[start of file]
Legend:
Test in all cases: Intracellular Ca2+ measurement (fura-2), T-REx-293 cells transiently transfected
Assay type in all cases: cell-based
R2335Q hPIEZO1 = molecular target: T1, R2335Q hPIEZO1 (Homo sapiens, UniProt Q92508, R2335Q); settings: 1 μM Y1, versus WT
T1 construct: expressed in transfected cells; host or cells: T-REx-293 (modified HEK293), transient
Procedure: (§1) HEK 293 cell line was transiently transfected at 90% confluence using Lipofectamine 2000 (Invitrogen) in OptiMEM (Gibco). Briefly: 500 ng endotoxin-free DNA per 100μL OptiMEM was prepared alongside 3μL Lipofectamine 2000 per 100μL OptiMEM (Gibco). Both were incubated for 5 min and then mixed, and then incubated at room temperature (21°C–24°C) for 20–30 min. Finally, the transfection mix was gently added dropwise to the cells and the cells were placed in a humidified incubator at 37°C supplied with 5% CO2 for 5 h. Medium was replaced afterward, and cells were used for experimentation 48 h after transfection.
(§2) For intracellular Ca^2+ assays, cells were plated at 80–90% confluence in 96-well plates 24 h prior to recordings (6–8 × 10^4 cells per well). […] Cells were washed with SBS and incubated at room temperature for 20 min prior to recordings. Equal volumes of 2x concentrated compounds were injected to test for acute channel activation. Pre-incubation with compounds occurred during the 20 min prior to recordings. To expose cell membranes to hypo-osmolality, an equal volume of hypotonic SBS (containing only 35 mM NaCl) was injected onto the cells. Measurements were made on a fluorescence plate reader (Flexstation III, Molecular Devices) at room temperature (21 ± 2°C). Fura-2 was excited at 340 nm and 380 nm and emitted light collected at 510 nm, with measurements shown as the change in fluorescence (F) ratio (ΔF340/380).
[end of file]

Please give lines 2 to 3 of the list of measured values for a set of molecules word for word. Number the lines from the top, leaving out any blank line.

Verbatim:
Test in all cases: Intracellular Ca2+ measurement (fura-2), T-REx-293 cells transiently transfected
Assay type in all cases: cell-based